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Groundbreaking Film “The Good Mind” Screens at Ganondagan
April 8, 2017 @ 1:00 pm - 4:00 pm$10
Haudenosaune (Iroquois) philosophy and way of life translates into environmental advocacy and ancestral land rights
Victor, NY—On Saturday, April 8, Friends of Ganondagan will screen the powerful documentary film, The Good Mind, to share this important concept and how it relates to ancestral land rights and environmental stewardship. Following the screening will be a discussion with filmmaker Gwendolen Cates and Onondaga Clan Mother Freida Jacques.
The concept of the Good Mind encourages active awareness of thoughts and intentions, resulting in more kind and loving thoughts that are spiritually in tune with the Creator’s wishes. The documentary asks a question posed by Oren Lyons—traditional Faithkeeper of the Turtle Clan of the Onondaga Nation and international environmental activist: “How do you instruct seven billion people as to their relationship to the earth?” The film follows Onondaga Nation leaders as they continue the efforts of their ancestors to protect their sovereignty and culture, seek justice for the wrongs done to their traditional lands, and work to prevent further harm.
The Onondaga Nation, a sovereign indigenous government and part of the Haudenosaunee (Iroquois) Confederacy, follows the Great Law of Peace. When the Peacemaker brought his message 1,000 years ago to the shores of sacred Onondaga Lake, he united warring peoples with a system of governance based on using the Good Mind to make decisions not only for the present, but for the next seven generations.
In addition to inspiring American democracy, the Onondagas and all Haudenosaunee nations advocate for the environment and share prophecies about climate change. But the Onondagas are also engaged in a battle with the New York State over ancestral lands stolen in defiance of a treaty with George Washington, who wrote: “No state, nor person, can purchase your lands, unless at some public treaty, held under the authority of the United States. The General Government will never consent to your being defrauded, but will protect you in all your just rights.”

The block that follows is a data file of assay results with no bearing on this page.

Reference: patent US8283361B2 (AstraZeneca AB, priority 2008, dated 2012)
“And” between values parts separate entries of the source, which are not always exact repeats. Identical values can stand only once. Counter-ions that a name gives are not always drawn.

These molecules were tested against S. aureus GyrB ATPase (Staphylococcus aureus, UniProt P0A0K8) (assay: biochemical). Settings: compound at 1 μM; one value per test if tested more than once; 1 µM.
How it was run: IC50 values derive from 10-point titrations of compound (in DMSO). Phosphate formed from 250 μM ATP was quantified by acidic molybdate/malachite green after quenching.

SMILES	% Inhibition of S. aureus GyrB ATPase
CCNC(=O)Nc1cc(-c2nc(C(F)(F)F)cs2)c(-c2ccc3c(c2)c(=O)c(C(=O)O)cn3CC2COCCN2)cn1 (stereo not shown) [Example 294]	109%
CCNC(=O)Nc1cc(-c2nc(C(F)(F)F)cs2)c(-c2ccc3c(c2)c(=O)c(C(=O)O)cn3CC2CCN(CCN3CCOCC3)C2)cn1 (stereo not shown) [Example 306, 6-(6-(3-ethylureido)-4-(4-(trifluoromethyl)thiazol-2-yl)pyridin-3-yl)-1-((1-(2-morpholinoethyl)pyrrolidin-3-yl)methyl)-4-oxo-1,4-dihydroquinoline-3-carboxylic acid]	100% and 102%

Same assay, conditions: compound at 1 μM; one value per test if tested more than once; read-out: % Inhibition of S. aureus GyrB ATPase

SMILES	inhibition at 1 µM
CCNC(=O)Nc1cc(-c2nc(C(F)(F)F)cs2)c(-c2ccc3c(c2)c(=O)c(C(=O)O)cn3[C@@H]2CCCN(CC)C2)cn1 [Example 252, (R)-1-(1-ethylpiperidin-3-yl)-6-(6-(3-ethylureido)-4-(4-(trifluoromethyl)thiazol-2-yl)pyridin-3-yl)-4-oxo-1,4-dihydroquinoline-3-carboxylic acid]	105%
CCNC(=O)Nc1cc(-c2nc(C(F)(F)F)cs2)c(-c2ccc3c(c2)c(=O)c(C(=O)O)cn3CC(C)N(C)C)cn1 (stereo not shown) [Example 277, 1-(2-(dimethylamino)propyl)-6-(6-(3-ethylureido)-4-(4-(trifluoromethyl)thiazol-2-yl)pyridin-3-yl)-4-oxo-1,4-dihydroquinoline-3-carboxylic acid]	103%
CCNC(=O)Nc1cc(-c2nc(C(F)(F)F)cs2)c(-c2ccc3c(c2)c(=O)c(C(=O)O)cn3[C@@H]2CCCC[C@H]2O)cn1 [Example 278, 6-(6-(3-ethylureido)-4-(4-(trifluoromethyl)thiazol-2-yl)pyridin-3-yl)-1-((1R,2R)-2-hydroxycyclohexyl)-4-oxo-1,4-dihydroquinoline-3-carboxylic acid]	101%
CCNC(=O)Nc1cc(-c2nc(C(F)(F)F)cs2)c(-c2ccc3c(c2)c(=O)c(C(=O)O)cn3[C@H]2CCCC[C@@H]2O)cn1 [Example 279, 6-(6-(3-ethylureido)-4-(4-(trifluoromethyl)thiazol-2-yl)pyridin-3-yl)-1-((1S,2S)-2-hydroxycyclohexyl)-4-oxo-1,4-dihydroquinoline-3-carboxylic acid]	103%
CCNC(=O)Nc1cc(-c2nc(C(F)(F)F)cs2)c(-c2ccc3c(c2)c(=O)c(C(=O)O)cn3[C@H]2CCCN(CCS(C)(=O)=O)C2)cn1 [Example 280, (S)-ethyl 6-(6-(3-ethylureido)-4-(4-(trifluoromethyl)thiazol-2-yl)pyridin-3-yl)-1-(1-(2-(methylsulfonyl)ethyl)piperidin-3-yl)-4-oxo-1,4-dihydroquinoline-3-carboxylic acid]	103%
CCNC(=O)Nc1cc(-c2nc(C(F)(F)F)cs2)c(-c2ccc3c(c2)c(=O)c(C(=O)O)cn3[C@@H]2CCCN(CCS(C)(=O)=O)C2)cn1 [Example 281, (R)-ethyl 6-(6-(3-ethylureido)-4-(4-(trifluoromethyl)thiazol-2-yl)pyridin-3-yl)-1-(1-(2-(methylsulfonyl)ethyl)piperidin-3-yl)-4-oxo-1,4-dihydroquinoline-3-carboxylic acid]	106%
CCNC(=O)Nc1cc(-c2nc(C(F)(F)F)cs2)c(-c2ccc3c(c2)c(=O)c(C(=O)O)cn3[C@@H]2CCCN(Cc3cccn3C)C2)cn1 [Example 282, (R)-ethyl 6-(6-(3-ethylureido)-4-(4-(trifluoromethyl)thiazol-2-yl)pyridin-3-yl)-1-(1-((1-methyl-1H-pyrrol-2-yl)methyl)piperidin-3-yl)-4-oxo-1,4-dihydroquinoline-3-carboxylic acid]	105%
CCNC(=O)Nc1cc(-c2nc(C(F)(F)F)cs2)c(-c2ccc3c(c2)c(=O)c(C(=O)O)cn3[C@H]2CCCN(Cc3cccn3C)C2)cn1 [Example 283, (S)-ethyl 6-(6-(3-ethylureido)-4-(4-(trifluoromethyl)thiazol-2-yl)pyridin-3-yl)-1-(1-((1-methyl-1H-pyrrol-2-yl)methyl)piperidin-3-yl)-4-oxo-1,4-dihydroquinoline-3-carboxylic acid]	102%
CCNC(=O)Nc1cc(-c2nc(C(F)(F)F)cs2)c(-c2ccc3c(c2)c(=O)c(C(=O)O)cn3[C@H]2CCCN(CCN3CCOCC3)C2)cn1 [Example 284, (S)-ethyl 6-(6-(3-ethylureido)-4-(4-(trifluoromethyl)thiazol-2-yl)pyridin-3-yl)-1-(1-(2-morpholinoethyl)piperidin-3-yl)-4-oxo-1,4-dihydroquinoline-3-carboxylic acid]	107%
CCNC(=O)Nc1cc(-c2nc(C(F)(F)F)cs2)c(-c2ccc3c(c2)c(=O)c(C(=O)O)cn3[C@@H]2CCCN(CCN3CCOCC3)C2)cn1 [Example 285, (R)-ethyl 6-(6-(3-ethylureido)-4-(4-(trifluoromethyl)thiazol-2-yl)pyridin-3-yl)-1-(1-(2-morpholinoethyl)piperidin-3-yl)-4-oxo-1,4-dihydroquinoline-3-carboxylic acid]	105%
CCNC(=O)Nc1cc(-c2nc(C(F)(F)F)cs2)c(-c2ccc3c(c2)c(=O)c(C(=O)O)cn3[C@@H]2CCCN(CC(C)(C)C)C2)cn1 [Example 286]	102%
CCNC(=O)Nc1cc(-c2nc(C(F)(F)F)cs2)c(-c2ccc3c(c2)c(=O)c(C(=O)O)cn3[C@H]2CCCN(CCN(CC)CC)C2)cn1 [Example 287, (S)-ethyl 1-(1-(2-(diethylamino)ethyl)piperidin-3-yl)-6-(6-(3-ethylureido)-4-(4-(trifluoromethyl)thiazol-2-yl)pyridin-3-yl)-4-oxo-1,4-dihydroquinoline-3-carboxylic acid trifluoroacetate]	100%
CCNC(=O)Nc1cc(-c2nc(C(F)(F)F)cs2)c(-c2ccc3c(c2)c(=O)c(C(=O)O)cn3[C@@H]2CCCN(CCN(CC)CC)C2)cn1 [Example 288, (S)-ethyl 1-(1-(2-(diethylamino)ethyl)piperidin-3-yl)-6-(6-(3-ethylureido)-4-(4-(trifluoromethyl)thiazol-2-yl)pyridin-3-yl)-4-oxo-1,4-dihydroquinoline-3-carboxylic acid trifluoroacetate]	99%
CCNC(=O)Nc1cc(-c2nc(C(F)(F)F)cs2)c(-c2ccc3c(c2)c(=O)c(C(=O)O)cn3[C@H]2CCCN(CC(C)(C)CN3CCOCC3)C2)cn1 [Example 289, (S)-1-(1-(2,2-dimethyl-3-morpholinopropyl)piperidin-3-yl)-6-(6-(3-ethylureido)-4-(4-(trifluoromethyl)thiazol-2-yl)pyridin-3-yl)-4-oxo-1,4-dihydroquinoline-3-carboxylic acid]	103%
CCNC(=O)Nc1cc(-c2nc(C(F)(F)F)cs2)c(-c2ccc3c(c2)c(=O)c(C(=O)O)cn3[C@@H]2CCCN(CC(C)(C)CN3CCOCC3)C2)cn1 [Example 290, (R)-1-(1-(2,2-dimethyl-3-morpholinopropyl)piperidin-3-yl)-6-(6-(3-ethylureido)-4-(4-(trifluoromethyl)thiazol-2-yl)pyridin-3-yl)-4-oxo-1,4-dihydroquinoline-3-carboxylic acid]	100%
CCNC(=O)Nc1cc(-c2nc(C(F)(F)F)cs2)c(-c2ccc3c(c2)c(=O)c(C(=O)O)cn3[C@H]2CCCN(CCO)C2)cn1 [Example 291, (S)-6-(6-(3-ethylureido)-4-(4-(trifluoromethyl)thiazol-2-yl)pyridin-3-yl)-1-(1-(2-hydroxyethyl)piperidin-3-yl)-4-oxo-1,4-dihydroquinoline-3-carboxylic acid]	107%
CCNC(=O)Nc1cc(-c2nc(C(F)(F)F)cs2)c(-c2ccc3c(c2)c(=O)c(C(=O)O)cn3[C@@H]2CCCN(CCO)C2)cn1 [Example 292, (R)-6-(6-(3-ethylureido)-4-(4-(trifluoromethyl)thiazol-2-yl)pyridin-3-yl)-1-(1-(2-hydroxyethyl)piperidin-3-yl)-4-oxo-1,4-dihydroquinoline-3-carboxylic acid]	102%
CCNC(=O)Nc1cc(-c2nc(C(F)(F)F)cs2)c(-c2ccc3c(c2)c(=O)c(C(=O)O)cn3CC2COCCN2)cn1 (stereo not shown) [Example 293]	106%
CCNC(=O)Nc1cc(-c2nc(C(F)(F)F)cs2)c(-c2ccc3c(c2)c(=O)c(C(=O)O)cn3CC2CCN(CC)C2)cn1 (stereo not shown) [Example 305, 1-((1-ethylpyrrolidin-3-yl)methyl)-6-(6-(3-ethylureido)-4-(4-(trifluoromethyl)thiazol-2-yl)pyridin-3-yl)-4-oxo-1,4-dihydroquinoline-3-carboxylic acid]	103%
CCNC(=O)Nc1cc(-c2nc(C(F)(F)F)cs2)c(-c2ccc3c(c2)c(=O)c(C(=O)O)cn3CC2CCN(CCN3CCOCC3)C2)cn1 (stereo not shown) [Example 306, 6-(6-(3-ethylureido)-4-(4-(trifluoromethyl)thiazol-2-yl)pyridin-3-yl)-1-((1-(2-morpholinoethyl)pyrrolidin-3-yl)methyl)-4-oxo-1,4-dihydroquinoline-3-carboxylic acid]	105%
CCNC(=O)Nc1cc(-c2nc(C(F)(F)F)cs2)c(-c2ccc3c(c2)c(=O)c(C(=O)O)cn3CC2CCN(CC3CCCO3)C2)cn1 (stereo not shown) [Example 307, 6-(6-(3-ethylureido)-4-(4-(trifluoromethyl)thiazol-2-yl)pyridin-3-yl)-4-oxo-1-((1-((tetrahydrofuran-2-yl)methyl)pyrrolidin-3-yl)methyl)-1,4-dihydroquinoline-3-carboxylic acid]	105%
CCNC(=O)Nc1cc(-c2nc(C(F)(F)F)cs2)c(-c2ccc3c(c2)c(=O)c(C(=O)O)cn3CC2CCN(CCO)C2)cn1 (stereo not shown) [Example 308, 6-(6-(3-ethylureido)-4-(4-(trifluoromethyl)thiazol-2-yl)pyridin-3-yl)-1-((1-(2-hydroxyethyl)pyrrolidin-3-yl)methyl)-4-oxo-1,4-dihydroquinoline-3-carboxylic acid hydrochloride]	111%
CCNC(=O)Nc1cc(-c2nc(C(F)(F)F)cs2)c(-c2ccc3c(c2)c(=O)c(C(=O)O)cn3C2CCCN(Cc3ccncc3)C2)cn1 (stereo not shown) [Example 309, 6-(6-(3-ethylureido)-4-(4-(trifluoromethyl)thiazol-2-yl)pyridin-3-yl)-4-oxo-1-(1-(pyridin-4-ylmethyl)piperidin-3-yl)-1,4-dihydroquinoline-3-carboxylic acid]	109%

“The idea of the power of the Good Mind comes from our Great Law,” says Ganondagan State Historic Site Manager Peter Jemison. “In our Great Law we place emphasis on people using the power of the Good Mind when they make decisions for the benefit of the present and future generations. Gwendolen Cates has captured our view of the important ideas that we are confronting today: our sovereignty, the concern for the environment, and the concern that our way of life continues into the future. And so as people speak to their ideas, in the process, they illustrate the power of the Good Mind.”
New York City-based filmmaker Gwendolen Cates started as a photographer, capturing images of countless public figures from Rosa Parks to George Clooney. Her critically acclaimed book, Indian Country, inspired Oprah’s series about Native Americans. Her award-winning first feature documentaryWater Flowing Together about Jock Soto, renowned Navajo-Puerto Rican principal dancer with the New York City Ballet, was nationally broadcast on PBS’ Independent Lens. Gwendolen’s first collaboration with the Onondaga Nation was the award-winning short film Guswenta, about the first treaty between indigenous people and European settlers. Her current film project is about the genocide of Yezidis and other indigenous Iraqi minorities.
Tickets for the film are $10 and can be purchased online at http://bit.ly/2mOnQz6 or by phone: (585) 742-1690. The event begins at 1:00 pm and the film starts promptly at 1:30. Limited seating may be available for day of ticket purchase.